The Kensington Review

19 October 2007

Latest Commentary: Volume VI, Number 126
House Sustains Bush’s SCHIP Veto -- The House failed, by just 13 votes, to over-ride the president’s veto of a bill expanding the State Children’s Health Insurance Program and spending $35 billion over the next 5 years. Although more than 40 Republicans voted against Mr. Bush, the 273 to 156 vote in favor failed to reach the constitutionally required 2/3 majority. The White House has won an ideological victory and has handed the Democrats a big stick with which to beat Republican candidates in 2008.

Former Prime Minister Benazir Bhutto Returns to Pakistan -- Yesterday, Pakistan’s former Prime Minister Benazir Bhutto arrived home after years of self-imposed exile. Tens of thousands lined the streets to cheer her arrival. “I have come here to serve the oppressed people of Pakistan,” she boldly announced. If she counts herself and General President Musharraf among the oppressed, then she has indeed come to serve them.

Countrywide CEO Stock Sales Investigated -- Countywide Financial Corp. calls itself “America’s #1 Home Loan Lender,” and it got that way by getting involved in subprime mortgages. So naturally, it’s stock is down about 60% since February. Chief Executive Angelo R. Mozilo, who co-founded Countrywide in 1969, has been selling stock under a trading plan adopted in October 2006, just when the subprime crisis first hit the market’s attention. The SEC has launched an informal investigation.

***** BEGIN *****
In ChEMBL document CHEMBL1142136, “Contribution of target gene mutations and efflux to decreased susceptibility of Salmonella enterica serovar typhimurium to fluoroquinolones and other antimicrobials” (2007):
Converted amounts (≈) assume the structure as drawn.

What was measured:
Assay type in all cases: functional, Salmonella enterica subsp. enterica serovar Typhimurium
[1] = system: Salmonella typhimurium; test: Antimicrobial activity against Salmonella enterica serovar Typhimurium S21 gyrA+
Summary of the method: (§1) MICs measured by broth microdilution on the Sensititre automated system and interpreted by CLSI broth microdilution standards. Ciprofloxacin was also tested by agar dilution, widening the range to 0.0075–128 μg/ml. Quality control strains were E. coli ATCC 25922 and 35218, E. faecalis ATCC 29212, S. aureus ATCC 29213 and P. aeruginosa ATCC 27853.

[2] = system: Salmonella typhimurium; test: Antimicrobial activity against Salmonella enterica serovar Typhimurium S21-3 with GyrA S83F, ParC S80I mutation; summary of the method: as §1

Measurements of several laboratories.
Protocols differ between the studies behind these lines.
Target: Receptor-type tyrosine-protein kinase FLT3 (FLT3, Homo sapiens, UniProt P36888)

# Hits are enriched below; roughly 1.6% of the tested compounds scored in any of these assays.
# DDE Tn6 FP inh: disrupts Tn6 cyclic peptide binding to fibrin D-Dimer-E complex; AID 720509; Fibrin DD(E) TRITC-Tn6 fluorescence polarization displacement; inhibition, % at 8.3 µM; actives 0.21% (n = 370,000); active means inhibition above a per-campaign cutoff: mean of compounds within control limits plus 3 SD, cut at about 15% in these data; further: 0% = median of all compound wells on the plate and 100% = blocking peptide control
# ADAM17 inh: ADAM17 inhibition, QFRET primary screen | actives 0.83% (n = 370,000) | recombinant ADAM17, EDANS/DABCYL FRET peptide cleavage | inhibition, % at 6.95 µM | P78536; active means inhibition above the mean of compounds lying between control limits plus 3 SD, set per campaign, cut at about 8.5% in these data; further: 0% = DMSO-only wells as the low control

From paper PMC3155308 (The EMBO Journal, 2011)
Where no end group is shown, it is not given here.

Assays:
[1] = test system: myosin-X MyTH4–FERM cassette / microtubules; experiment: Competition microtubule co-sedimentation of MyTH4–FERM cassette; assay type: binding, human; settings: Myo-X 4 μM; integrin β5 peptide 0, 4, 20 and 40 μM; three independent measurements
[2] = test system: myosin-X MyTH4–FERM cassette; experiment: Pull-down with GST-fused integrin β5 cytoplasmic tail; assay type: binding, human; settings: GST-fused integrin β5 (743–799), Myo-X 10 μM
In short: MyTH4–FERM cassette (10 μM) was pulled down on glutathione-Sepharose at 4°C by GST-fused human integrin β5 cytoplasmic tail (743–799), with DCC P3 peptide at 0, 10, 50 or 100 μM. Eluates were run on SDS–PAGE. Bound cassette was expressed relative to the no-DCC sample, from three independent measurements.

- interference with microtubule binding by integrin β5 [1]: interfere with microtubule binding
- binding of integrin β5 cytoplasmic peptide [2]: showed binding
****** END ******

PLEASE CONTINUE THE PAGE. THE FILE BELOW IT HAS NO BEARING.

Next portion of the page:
Malaria Vaccine Comes a Step Closer -- On Wednesday, researchers with the PATH Malaria Vaccine Initiative, funded by the Bill & Melinda Gates Foundation, announced that a new vaccine (Mosquirix or RTS,S/AS02) for malaria protected 65% of 214 Mozambican infants who had the full course of three injections. The results “show that we are making real progress toward a malaria vaccine," said Dr. Christian Loucq, director of the initiative. The next step is a Phase III trial about a year from now, involving 16,000 infants and young children in 7 African countries. If all goes well, the jabs would be on the market by 2012.

© Copyright 2007 by The Kensington Review, Jeff Myhre, PhD, Editor. No part of this publication may be reproduced without written consent. Produced using Fedora Linux.


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